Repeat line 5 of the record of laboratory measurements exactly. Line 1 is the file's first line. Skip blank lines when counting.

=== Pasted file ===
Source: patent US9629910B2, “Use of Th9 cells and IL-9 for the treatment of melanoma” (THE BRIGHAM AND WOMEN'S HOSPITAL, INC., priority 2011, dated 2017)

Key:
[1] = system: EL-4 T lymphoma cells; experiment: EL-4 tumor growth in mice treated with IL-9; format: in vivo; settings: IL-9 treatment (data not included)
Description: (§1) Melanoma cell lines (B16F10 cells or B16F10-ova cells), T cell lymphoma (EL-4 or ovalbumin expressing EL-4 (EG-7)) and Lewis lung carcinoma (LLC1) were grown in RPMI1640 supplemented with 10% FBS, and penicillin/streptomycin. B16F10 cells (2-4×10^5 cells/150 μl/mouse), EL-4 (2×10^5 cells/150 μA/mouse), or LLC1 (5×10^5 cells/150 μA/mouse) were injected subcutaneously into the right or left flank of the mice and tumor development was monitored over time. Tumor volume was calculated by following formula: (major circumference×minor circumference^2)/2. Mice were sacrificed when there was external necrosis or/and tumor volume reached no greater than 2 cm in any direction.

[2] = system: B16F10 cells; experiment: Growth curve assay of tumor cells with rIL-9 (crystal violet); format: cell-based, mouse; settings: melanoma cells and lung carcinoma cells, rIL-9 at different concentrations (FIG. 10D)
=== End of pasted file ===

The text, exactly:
[2] = system: B16F10 cells; experiment: Growth curve assay of tumor cells with rIL-9 (crystal violet); format: cell-based, mouse; settings: melanoma cells and lung carcinoma cells, rIL-9 at different concentrations (FIG. 10D)